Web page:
After the windstorm the tarpaulin was removed and we had to move the ground sheet under a nearby tree. We are making good progress with the wall and I am enjoying the physical work of collecting rocks, sand and mixing cement. The wall is more than a foot thick and can definitely keep the elephants out. I have mastered the art of getting the amounts of cement, sand and water right. I can also see when other people need water and sand.


By Saturday we were ready to head back to base camp, a.k.a Home Sweet Home. We saw a troupe of baboons on the rocks west of base camp, and they moved onto the rocks across the riverbed for the night. This put them right across from our tree house. There were lots of warnings that it would be a noisy night, and apparently many found it so. But it turns out I more-or-less sleep through baboon. At least until the morning, when I swear it sounded like they were disciplining the babies by torturing them. That, at least, is clearly what the babies must have wanted us to think, given that piercing screams at, I guess, being told to wake up.

Sunday afternoon several of us hiked up to the top of the rocks where the baboons had spent the previous night. It’s a great place to get a view of the area. You can see for miles in all directions. And we went shortly before sundown, so we could see the sun sinking behind those western rocks. The word awesome comes to mind (frequently on this trip). Since I had cooking duty Sunday night (grilled meats, roast potatoes, 2 kinds of squash) I left before the others to get started preparing. Willie, the incredibly sweet injury-prone adopted camp dog, had followed us all up, and he decided I shouldn’t go down alone, so he took me down. He was occasionally exasperated when I didn’t follow the path he chose, but generally was willing to re-adjust his route and take over leading again. He didn’t leave until he had me safely down. So I gave him an extra ear and chest scratching that night.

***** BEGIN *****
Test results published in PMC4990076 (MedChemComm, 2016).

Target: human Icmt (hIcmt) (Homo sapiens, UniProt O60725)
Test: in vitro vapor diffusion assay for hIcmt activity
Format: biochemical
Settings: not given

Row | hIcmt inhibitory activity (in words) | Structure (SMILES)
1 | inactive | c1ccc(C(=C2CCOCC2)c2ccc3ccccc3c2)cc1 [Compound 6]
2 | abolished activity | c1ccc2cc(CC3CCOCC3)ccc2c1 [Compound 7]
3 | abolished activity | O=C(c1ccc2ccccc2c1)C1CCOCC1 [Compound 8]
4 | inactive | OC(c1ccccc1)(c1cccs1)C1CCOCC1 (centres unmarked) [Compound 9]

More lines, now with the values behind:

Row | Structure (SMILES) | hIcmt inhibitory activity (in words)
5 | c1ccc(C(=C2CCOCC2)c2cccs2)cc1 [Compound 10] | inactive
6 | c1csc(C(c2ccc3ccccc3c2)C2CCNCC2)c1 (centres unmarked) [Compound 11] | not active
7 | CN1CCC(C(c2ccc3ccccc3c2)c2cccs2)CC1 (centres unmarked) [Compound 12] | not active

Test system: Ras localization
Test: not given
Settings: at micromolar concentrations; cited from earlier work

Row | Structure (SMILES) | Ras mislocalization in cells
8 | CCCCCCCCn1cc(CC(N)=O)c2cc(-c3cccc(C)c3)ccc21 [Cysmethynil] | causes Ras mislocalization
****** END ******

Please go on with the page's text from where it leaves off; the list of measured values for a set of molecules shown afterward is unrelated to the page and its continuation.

Hello my friends, I am Sophie and I have been at the EHRA project for 5 beautiful weeks. Every week was an awesome week on its own. I worked with great people! I think I can say we are all friends now. It feels better here than at home when I can be with my EHRA family.